You have an idea for a great book or you’ve already written your manuscript and need to create the perfect title. That title needs to appropriately convey the tone of your book but also catch the attention of a literary agent, publisher and readers. That’s a tall order!
My best advice when it comes to choosing a title for your book is this — don’t let it stress you out completely. The reason is simple — no matter what you name your book in your manuscript, the publisher has the last word on what the title will be, and that final word comes from multiple meetings with many different people on the publisher’s side. There are a lot of cooks involved in stirring the pot when it comes to determining a book’s title!
If you’re not already a popular author, you can try to fight against a title suggested by a publisher, but you might not win. Consider this — Stephenie Meyer’s original title for Twilight was Forks, which was changed by the publisher, and the U.S. publisher of the first book in the Harry Potter series by J.K. Rowling (Scholastic) changed the title from the one used in the original English version of the book published by Bloomsbury. In the United States, Harry Potter and the Philosopher’s Stone became Harry Potter and the Sorcerer’s Stone.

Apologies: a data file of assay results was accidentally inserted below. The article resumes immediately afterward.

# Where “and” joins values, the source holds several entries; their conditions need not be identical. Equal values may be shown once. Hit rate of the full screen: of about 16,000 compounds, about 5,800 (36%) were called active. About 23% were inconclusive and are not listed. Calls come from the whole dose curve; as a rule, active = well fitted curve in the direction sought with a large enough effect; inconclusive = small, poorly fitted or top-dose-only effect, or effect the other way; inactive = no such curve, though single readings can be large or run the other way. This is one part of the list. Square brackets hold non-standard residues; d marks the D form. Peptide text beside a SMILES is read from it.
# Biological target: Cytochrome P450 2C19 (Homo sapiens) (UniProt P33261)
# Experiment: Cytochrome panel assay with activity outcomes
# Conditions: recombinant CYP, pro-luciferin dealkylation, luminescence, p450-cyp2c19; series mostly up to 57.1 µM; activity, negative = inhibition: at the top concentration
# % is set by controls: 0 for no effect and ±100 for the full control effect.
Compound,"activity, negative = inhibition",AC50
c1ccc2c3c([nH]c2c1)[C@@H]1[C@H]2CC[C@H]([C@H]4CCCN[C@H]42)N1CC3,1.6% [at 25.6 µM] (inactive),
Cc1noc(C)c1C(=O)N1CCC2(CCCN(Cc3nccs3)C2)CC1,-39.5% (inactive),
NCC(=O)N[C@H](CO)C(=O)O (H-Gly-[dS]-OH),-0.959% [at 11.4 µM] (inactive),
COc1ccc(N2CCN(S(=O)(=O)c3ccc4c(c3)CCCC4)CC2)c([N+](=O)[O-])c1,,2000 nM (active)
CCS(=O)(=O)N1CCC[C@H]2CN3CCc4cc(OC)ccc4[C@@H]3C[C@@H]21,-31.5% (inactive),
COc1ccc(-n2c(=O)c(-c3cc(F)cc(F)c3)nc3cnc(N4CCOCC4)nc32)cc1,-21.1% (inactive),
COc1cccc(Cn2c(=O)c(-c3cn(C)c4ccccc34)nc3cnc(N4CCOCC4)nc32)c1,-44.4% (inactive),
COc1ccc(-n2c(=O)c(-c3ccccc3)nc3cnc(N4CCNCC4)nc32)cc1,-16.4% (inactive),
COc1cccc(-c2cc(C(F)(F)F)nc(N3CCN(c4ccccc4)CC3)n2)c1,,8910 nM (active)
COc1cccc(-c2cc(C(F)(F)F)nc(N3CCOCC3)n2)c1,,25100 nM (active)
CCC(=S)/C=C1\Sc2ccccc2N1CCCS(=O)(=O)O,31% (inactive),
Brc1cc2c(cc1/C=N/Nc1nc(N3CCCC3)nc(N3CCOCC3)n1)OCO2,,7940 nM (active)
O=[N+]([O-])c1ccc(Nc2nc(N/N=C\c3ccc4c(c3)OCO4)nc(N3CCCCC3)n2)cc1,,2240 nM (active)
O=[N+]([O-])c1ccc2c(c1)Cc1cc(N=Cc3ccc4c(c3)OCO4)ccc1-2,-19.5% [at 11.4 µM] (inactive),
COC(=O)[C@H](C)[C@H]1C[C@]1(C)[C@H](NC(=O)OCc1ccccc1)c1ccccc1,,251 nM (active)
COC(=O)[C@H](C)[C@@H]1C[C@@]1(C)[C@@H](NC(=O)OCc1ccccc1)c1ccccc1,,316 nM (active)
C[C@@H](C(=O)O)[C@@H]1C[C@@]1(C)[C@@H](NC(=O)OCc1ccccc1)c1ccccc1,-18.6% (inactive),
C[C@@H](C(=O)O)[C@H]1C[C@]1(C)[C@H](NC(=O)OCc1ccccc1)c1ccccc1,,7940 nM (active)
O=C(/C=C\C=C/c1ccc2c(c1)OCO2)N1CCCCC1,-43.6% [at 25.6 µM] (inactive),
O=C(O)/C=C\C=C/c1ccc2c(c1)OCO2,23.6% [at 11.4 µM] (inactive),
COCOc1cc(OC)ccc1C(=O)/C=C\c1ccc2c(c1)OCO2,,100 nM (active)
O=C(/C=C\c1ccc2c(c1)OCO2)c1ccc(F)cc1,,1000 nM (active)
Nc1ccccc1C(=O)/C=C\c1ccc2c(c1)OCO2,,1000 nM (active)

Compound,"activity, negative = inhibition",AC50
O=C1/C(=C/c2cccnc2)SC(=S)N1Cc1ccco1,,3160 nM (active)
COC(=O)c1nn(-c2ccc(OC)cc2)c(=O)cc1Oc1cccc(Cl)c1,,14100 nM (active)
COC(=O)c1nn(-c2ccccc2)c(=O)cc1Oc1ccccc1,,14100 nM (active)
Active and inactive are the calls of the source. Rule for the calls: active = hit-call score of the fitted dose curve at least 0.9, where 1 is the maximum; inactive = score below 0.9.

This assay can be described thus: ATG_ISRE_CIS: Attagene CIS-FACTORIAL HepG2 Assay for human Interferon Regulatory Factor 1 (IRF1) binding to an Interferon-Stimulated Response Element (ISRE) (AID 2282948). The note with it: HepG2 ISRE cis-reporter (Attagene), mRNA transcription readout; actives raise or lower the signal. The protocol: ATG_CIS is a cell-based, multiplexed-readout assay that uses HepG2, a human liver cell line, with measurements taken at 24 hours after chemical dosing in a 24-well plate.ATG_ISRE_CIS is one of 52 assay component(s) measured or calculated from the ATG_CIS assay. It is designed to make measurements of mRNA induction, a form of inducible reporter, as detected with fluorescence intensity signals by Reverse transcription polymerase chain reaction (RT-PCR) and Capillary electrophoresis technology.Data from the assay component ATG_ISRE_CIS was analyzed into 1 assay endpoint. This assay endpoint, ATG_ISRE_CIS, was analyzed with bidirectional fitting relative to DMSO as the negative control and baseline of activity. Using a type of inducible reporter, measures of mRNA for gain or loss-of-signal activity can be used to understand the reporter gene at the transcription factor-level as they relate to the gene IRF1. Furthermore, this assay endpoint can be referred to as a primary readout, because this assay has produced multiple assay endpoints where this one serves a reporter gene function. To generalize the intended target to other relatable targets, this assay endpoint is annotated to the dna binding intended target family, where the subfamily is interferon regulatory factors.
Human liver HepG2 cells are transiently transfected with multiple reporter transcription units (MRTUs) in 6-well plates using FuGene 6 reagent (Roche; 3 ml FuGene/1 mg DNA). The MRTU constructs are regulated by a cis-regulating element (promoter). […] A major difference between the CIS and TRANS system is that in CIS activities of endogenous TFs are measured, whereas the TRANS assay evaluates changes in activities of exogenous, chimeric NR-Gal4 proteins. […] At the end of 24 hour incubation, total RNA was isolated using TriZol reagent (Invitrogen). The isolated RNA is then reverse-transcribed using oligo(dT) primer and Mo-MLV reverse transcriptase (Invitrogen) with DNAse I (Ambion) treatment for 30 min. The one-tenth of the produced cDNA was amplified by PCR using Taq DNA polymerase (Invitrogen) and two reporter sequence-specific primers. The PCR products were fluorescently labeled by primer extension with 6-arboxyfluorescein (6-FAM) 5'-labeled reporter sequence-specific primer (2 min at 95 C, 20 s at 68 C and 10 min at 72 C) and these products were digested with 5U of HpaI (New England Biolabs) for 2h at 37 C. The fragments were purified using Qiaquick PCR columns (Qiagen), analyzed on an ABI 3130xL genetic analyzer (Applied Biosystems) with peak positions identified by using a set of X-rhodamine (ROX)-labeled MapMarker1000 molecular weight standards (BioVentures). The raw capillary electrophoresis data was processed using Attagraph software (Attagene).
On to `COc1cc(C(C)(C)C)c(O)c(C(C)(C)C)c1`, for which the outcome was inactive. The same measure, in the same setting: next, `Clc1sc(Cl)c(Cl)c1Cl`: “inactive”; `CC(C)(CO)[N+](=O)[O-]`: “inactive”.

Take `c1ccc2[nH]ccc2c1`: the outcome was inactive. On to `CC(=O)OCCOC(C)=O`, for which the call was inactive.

Bottom-line, don’t get too attached to your book’s title. Ask friends, family, and other writers for their opinions on your possible manuscript titles and aim to get the right kind of attention from agents and publishers with the title you choose. However, don’t be surprised if that title doesn’t end up on your book’s printed cover. Remember, it’s the content of your manuscript (and your platform if you’re a nonfiction writer), not the title that will seal the deal with a publisher, but the title can help draw attention. Therefore, don’t ignore it, but don’t drive yourself crazy over it either.